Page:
Of course many Progressives will say, oh…not so fast… what happens when the Republicans are once again in the majority? Won't they undo everything we've accomplished if we don't have a filibuster? Three points:

First, fundamentally Democrats are the party of change and Republicans the Party of the status quo. The Senate rules are mainly used by entrenched defenders of the status quo to keep things the way they are. Over time, the advocates of change will benefit by making the Senate rules more "change friendly."

Second, most major progressive structural changes become very popular once they are in place. Try fundamentally changing Social Security or Medicare - even with 50 Senate votes. We stopped the privatization of Social Security by making it radioactive among the voters. Besides, if we don't change the Senate rules, we won't be able to pass many of the most critical elements in our agenda in the first place.

Third, we don't have to completely eliminate the filibuster to make the Senate more democratic (with a small d). The rule could be set, for instance, so that while it takes 60 votes to cut off debate the first time cloture is invoked, two days later it takes 57 votes, two days after that 55 votes, two days later 53 and finally 51. That would allow a minority to demand a vigorous debate. It would allow a minority to exact a legislative cost for the passage of controversial legislation. But it would not ultimately allow a minority to block the will of the majority - which is the current state of affairs.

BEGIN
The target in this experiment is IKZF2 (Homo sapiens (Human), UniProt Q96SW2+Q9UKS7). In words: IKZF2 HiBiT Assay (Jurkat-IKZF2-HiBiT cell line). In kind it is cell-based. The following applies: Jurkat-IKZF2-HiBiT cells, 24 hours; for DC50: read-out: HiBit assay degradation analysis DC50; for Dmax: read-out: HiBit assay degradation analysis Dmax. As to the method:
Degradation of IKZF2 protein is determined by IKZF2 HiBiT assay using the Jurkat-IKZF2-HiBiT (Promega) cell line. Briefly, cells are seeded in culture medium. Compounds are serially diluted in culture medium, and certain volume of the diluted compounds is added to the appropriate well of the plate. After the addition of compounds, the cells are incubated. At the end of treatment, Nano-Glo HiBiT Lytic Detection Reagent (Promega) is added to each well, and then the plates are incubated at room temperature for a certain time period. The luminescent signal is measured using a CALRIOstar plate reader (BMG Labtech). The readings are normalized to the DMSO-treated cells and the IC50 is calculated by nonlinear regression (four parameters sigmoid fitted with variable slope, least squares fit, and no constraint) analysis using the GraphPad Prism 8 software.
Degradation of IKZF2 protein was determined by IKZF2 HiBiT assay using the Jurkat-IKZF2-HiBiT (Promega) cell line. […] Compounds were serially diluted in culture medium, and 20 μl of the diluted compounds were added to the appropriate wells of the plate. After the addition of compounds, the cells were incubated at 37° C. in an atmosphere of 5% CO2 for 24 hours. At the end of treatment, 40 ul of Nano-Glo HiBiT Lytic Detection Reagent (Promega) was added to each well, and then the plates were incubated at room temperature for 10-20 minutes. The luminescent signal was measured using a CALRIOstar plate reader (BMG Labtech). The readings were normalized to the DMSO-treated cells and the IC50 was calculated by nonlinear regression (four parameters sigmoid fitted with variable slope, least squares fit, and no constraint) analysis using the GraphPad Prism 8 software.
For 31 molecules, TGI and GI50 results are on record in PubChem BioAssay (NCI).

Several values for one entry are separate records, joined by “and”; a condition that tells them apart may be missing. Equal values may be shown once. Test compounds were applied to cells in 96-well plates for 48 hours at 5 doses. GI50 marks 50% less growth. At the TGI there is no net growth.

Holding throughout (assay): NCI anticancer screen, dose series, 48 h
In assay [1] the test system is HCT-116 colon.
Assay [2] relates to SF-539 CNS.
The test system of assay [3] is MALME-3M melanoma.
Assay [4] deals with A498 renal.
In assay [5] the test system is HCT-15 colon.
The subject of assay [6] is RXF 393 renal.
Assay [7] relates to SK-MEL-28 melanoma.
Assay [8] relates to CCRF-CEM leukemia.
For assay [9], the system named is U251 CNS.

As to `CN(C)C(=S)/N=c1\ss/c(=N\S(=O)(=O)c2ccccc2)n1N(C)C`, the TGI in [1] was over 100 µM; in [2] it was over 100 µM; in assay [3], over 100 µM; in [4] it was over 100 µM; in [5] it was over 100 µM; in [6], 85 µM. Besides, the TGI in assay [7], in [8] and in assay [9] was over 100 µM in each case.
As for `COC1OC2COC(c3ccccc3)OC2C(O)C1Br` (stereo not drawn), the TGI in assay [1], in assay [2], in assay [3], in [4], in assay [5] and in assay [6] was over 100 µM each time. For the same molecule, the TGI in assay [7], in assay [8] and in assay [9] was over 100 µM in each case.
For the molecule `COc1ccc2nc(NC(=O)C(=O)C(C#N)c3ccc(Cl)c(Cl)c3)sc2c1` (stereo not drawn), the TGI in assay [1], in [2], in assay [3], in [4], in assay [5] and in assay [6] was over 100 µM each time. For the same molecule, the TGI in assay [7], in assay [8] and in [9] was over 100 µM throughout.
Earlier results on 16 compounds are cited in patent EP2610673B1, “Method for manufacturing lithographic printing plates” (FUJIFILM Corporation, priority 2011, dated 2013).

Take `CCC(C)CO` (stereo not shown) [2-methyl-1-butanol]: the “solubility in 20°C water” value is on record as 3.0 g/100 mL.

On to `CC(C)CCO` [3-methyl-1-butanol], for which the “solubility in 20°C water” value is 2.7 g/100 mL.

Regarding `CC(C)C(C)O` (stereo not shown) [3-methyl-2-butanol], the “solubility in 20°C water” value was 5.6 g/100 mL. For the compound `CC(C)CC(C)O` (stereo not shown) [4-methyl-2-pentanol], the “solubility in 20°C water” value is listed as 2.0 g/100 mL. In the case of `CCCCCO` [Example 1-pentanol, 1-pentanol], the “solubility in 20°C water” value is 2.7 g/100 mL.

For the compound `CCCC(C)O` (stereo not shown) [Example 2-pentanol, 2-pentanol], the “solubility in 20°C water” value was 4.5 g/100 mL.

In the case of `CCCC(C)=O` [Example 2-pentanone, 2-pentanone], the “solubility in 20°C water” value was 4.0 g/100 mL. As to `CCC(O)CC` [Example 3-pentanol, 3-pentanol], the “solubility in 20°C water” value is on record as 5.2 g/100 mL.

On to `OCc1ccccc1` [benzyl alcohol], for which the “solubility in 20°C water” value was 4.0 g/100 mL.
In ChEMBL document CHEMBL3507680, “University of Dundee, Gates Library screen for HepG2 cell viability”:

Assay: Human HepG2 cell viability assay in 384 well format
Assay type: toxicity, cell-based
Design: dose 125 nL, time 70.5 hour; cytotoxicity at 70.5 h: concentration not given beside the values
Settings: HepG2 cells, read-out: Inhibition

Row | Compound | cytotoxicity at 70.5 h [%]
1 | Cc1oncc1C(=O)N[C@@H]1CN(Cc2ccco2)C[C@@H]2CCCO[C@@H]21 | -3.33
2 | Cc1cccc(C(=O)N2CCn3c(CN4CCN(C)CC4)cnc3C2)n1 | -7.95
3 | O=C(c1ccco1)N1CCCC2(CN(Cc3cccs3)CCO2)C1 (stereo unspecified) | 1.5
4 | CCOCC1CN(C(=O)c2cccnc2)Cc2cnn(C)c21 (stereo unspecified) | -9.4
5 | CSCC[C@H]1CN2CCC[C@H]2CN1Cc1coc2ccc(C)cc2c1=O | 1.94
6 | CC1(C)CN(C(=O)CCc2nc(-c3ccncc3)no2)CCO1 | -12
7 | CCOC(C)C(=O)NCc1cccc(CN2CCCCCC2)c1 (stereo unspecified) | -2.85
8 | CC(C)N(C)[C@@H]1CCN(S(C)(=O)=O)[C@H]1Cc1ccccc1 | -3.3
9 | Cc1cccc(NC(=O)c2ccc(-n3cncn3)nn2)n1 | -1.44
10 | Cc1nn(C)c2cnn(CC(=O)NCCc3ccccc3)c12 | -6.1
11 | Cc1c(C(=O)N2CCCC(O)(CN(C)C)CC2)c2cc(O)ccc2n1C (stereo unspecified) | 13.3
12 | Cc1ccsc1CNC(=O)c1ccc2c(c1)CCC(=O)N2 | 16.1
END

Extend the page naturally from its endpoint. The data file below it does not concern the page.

Any number of other formulas is possible, but the bottom line is clear. If the voters want fundamental change, the majority of the House and Senate want fundamental change, and the President of the United States will sign a bill creating fundamental change, a tiny minority of Senators - people like Joe Lieberman -- should not be empowered by archaic Senate rules to stop fundamental change.

Robert Creamer's recent book: "Stand Up Straight: How Progressives Can Win," available on

Browse articles by author

More Current Affairs

Added 18.06.2018
Daniel Wagner: "My prediction Korean War will be formally ended, the peninsula will be denuclearised, and a lasting peace will be the result."
Added 14.06.2018
Extract: PiS [ the ruling Law and Justice party] has established the most significant addition to the Polish social safety net since 1989: the Family 500+ program. Launched in 2016, Family 500+ embodies the nationalism, traditional family values, and social consciousness that the PiS seeks to promote. The program pays families 500 złoty ($144) per month to provide care for a second or subsequent child...........The program has been enormously popular. Some 2.4 million families took advantage of it in the first two years. The benefit, equivalent to 40% of the minimum wage, has almost wiped out extreme poverty for children in Poland, reducing it by an estimated 70-80%........... Liberal pro-European politicians and policymakers are not convinced. They complain that such a generous family benefit will weaken work incentives and blow up the government budget. But initial evidence suggests that Family 500+ has actually increased economic activity. It has also reversed the post-communist decline in fertility, increased wages (particularly for women), and enabled families to buy school materials, take vacations, buy more clothes for their kids, and rely less on high-priced credit for basic household needs. And, thanks to rapid economic growth, the government deficit has steadily fallen, not grown.